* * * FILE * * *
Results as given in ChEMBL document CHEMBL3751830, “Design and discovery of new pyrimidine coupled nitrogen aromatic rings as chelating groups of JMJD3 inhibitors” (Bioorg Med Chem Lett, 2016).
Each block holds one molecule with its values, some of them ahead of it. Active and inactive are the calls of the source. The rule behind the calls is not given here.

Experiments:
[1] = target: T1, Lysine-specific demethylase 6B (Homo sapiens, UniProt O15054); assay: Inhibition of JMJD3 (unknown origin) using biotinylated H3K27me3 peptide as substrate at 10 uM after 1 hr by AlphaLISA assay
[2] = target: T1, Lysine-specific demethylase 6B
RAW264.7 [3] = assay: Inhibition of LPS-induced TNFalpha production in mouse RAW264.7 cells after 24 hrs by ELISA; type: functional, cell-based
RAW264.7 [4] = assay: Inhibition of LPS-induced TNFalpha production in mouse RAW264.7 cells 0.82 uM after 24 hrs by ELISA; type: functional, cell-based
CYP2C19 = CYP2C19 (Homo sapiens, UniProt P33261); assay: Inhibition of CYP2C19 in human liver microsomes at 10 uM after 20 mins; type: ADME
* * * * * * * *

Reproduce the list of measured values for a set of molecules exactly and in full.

Results as given in ChEMBL document CHEMBL3751830, “Design and discovery of new pyrimidine coupled nitrogen aromatic rings as chelating groups of JMJD3 inhibitors” (Bioorg Med Chem Lett, 2016).
Each block holds one molecule with its values, some of them ahead of it. Active and inactive are the calls of the source. The rule behind the calls is not given here.

Experiments:
[1] = target: T1, Lysine-specific demethylase 6B (Homo sapiens, UniProt O15054); assay: Inhibition of JMJD3 (unknown origin) using biotinylated H3K27me3 peptide as substrate at 10 uM after 1 hr by AlphaLISA assay
[2] = target: T1, Lysine-specific demethylase 6B
RAW264.7 [3] = assay: Inhibition of LPS-induced TNFalpha production in mouse RAW264.7 cells after 24 hrs by ELISA; type: functional, cell-based
RAW264.7 [4] = assay: Inhibition of LPS-induced TNFalpha production in mouse RAW264.7 cells 0.82 uM after 24 hrs by ELISA; type: functional, cell-based
CYP2C19 = CYP2C19 (Homo sapiens, UniProt P33261); assay: Inhibition of CYP2C19 in human liver microsomes at 10 uM after 20 mins; type: ADME